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Press Release

Alaska charter company pays $900,000 in Klutina River Fire settlement

For Immediate Release
U.S. Attorney's Office, District of Alaska

ANCHORAGE, Alaska – Groves Salmon Charters LLC, a fishing guide service in Copper Center, Alaska, paid $900,000 to resolve a lawsuit brought by the U.S. alleging the company negligently ignited the Klutina River Fire in 2019.

The settlement requires Groves Salmon Charters LLC and a fishing guide employed by Groves to pay for damages incurred during the Klutina River Fire.

The wildfire ignited on July 8, 2019, after Groves’ guide started a campfire at or around mile 17 of the Klutina River. Later that evening, an individual reported a large forest fire in the area along the Klutina River. The fire ultimately burned 176 acres of land before it was extinguished by state authorities.

Wildfire investigators determined Groves’ guide started a campfire at or near mile 17 of the Klutina River despite being aware of high fire danger.  Investigators determined Groves’ guide caused the Klutina River Fire when he failed to properly extinguish the campfire.

The State of Alaska Department of Natural Resources, Division of Forestry and Fire Protection undertook fire suppression efforts. The U.S. Department of Interior BLM, Alaska Fire Service was fiscally responsible for all the fire suppression costs. A multi-agency team of fire investigators from the U.S. Forest Service, Alaska Division of Forestry and Fire Protection, and BLM conducted the investigation.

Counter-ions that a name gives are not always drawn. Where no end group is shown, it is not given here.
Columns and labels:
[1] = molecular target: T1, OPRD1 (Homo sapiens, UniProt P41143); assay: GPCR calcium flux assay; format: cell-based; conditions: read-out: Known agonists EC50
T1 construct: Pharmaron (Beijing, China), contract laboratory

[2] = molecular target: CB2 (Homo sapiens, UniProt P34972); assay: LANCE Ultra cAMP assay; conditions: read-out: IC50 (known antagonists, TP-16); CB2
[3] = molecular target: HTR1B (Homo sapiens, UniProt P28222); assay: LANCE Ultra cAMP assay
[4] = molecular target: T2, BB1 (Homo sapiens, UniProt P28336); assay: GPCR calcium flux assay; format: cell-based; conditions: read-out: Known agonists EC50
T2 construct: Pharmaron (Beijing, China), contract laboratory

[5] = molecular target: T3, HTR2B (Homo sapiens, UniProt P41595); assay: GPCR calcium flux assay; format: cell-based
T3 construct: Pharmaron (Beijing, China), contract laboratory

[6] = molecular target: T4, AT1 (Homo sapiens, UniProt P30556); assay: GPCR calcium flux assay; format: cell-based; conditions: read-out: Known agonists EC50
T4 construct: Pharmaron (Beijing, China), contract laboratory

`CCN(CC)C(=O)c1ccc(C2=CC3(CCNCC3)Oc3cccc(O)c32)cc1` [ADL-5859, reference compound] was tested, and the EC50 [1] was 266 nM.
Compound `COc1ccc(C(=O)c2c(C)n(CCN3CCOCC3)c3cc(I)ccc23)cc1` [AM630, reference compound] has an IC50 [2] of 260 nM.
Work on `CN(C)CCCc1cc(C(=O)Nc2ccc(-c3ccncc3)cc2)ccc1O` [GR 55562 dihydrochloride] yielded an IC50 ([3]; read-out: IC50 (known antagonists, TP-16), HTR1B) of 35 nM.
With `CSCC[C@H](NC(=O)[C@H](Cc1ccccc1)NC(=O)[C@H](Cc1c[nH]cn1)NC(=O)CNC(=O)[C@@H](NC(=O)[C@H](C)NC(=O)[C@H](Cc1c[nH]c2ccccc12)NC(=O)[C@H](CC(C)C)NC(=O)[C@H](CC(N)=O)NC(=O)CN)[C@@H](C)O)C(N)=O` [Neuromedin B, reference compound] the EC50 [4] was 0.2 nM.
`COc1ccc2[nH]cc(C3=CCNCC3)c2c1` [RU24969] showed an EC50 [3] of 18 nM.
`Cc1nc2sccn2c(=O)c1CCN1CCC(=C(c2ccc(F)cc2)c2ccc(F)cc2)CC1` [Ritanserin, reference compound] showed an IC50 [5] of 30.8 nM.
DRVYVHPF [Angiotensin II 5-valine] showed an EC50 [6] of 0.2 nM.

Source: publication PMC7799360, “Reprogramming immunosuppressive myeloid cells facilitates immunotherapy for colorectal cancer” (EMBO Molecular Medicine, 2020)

“My office wants to recognize the tireless work the State of Alaska put forward to suppress this fire, the work of the U.S. Forest Service investigators to pinpoint the cause of the fire, and the BLM Office of Law Enforcement and Security and the Alaska Fire Service who worked to complete the investigation. This settlement represents the final step in the government’s effort to ensure justice was served in this case,” said U.S. Attorney S. Lane Tucker for the District of Alaska. “As we experience longer fire seasons and more extreme fire behavior, we will hold anyone who ignites wildland fires accountable for the costs of fires they cause on Alaskan lands. We will take all measures to protect and conserve public lands for the use and enjoyment of all.”

 “Escaped campfires like this one are at the top of the list for human-caused wildfires on BLM-managed public lands in Alaska,” said BLM Alaska Prevention and Mitigation Program Lead Casey Boespflug. “These fires are often a result of a campfire or warming fire not being fully extinguished or not being built on bare ground or rock. Using a burn pan or fire barrier reduces the likelihood of a fire escaping if built on organic materials, even in wet or cold conditions.”

Assistant U.S. Attorneys Jackie Traini and Glenn Shidner, with the help and support of the Department of the Interior Office of the Solicitor, litigated the case.



Reagan Zimmerman

Public Affairs Officer

Updated January 24, 2024

Press Release Number: 23-05